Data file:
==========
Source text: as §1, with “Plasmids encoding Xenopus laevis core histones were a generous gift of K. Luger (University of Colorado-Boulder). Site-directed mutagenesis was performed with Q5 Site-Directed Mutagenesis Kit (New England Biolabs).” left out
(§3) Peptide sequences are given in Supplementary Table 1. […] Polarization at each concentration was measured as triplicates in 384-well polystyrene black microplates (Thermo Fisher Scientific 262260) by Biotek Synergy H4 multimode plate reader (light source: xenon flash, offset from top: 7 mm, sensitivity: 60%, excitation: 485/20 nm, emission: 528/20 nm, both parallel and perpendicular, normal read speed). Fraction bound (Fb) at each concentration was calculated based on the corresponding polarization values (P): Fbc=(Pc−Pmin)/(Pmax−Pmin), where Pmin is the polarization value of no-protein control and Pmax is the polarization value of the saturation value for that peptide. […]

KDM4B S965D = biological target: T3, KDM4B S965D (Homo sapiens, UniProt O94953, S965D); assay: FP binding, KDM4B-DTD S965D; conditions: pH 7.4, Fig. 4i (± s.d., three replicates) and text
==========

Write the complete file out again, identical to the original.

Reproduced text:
Source text: as §1, with “Plasmids encoding Xenopus laevis core histones were a generous gift of K. Luger (University of Colorado-Boulder). Site-directed mutagenesis was performed with Q5 Site-Directed Mutagenesis Kit (New England Biolabs).” left out
(§3) Peptide sequences are given in Supplementary Table 1. […] Polarization at each concentration was measured as triplicates in 384-well polystyrene black microplates (Thermo Fisher Scientific 262260) by Biotek Synergy H4 multimode plate reader (light source: xenon flash, offset from top: 7 mm, sensitivity: 60%, excitation: 485/20 nm, emission: 528/20 nm, both parallel and perpendicular, normal read speed). Fraction bound (Fb) at each concentration was calculated based on the corresponding polarization values (P): Fbc=(Pc−Pmin)/(Pmax−Pmin), where Pmin is the polarization value of no-protein control and Pmax is the polarization value of the saturation value for that peptide. […]

KDM4B S965D = biological target: T3, KDM4B S965D (Homo sapiens, UniProt O94953, S965D); assay: FP binding, KDM4B-DTD S965D; conditions: pH 7.4, Fig. 4i (± s.d., three replicates) and text